The Hoody and Radio 4’s thought for the day

?Ever since Adam and Eve pulled on breeches there’s been a connection between wrongdoing and covering up; hoods keep your ears warm but they can also preserve your identity if you want to engage in criminal activity?But as my hoody-wearing son would tell you: good guys and bad guys wear hoods. For every Sith Lord about to destroy the universe there’s an Obi-Wan Kenobi battling to save it.
The most evil regimes in history have worn the smartest uniforms. Indeed, you could make a strong case for the most criminal group of people in this country being suit wearers: isn’t it people in suits who are largely responsible for robbing pension schemes, selling arms to countries that can’t afford them, and starting wars??

I’m grateful to Roy putting a link to this in the comments and to Barky for unearthing it. The full “Thought” on the BBC web site can be found here. I am not sure who Rhidian Brook is (anyone know?) but he is a pithy, challenging writer …. It’s an awesome thought for the day!
“The intimidating behaviour of kids in shopping centres is not to be defended; but instead of threatening to exchange their hoods for orange penal suits, maybe we should be asking why they behave the way they do. Is all the anger, boredom and frustration that roams the nation remedied by a change of clothes?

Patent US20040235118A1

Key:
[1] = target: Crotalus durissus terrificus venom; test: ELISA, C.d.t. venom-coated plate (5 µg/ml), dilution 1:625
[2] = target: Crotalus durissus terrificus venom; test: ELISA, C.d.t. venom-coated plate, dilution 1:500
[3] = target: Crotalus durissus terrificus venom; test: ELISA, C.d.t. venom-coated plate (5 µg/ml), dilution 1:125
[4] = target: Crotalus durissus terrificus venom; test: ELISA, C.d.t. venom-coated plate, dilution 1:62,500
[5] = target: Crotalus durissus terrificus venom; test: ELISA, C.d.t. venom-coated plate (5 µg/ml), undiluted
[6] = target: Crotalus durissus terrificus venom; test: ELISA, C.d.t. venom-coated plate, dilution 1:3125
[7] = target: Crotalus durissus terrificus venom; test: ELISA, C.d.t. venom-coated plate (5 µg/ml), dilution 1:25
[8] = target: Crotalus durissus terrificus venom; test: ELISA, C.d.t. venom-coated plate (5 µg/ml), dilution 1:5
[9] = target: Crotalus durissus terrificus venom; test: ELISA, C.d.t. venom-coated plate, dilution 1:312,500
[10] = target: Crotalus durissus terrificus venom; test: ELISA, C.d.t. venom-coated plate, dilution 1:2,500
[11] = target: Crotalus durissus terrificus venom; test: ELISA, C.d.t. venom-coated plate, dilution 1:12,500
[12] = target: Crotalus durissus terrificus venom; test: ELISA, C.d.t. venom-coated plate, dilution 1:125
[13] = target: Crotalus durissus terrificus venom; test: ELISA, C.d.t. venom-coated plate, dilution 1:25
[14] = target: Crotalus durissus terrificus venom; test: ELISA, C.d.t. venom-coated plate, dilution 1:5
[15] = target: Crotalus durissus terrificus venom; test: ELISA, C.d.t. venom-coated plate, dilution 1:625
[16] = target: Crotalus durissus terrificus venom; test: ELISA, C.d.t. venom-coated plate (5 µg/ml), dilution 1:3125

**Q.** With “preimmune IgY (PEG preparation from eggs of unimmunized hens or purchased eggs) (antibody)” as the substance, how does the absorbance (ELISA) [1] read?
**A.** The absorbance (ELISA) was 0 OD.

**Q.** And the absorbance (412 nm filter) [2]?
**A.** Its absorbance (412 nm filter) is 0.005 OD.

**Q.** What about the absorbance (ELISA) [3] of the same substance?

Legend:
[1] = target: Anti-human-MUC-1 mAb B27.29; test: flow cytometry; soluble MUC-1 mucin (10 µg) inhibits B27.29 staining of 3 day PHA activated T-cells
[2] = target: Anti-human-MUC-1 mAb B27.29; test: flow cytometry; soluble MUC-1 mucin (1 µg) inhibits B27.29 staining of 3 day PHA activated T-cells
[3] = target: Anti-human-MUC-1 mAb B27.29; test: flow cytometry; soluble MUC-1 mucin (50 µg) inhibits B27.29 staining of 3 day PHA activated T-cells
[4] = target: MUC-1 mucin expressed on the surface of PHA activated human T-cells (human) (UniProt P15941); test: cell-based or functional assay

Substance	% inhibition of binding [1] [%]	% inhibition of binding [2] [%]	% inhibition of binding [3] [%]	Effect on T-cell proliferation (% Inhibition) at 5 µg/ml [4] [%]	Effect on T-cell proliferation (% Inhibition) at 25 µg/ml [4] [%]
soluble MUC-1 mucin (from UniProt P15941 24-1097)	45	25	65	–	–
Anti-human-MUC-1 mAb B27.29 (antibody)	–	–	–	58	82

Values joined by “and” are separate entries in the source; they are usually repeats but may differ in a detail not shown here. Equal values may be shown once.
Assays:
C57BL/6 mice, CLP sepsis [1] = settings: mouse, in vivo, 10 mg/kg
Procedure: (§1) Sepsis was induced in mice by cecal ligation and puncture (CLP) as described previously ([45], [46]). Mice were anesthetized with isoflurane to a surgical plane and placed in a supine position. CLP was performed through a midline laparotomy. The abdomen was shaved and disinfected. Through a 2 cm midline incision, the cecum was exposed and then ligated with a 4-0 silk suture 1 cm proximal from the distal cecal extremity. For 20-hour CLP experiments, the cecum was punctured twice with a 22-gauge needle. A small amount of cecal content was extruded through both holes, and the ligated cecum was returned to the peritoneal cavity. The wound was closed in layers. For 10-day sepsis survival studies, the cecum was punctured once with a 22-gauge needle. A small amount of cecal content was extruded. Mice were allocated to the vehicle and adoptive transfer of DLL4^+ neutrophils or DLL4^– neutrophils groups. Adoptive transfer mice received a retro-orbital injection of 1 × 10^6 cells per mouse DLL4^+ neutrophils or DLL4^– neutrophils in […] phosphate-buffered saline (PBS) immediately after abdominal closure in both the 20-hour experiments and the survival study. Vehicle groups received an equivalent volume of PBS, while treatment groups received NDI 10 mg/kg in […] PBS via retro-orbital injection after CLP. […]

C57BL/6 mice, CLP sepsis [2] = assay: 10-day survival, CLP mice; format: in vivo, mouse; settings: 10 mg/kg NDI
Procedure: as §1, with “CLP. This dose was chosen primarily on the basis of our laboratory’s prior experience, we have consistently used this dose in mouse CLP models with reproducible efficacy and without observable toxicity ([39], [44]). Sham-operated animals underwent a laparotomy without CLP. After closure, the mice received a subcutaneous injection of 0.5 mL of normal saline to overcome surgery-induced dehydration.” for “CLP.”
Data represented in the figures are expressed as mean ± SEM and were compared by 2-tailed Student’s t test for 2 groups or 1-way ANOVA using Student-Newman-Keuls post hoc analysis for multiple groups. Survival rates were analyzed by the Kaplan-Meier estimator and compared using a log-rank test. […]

In some ways, I suspect that these kids are not so different to us. They’re probably even asking the same questions – How can I enjoy myself? What’s it all for? What is real? Maybe the people who are abusing shoppers are not so different to those shoppers, harming themselves buying things they don’t need and can’t afford. Are they just medicating the emptiness in a different way?”

2 Replies to “The Hoody and Radio 4’s thought for the day”

  1. We were talking about the hoody ban with our 12-year-olds last week. One of them made the point that it’s actually quite difficult to buy a casual top in their size that *doesn’t* have a hood. Just a thought…

  2. Rhidian Brook is a writer. He was featured in the Radio Times recently as he wrote a new drama for BBC called “Mr Harvey Lights a Candle” which followed a teacher on a school trip to Salisbury Cathedral and the impact of his lighting a candle on the young people he taught. I missed it but I seem to remember somebody blogging about it.
    He has also written a book called “The Testimony of Taliesin Jones” which looks like it might be worth a read!

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